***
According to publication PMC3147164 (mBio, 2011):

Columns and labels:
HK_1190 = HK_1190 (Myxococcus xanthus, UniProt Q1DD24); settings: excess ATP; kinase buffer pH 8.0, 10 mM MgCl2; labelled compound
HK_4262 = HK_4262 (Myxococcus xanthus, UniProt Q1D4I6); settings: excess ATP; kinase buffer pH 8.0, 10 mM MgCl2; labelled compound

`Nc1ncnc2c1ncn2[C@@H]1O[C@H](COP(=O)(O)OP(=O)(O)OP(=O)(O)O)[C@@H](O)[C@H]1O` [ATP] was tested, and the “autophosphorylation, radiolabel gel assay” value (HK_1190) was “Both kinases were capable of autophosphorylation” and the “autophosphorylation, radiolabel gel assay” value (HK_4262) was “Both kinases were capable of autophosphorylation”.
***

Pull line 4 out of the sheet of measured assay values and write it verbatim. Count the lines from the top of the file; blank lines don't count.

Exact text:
HK_4262 = HK_4262 (Myxococcus xanthus, UniProt Q1D4I6); settings: excess ATP; kinase buffer pH 8.0, 10 mM MgCl2; labelled compound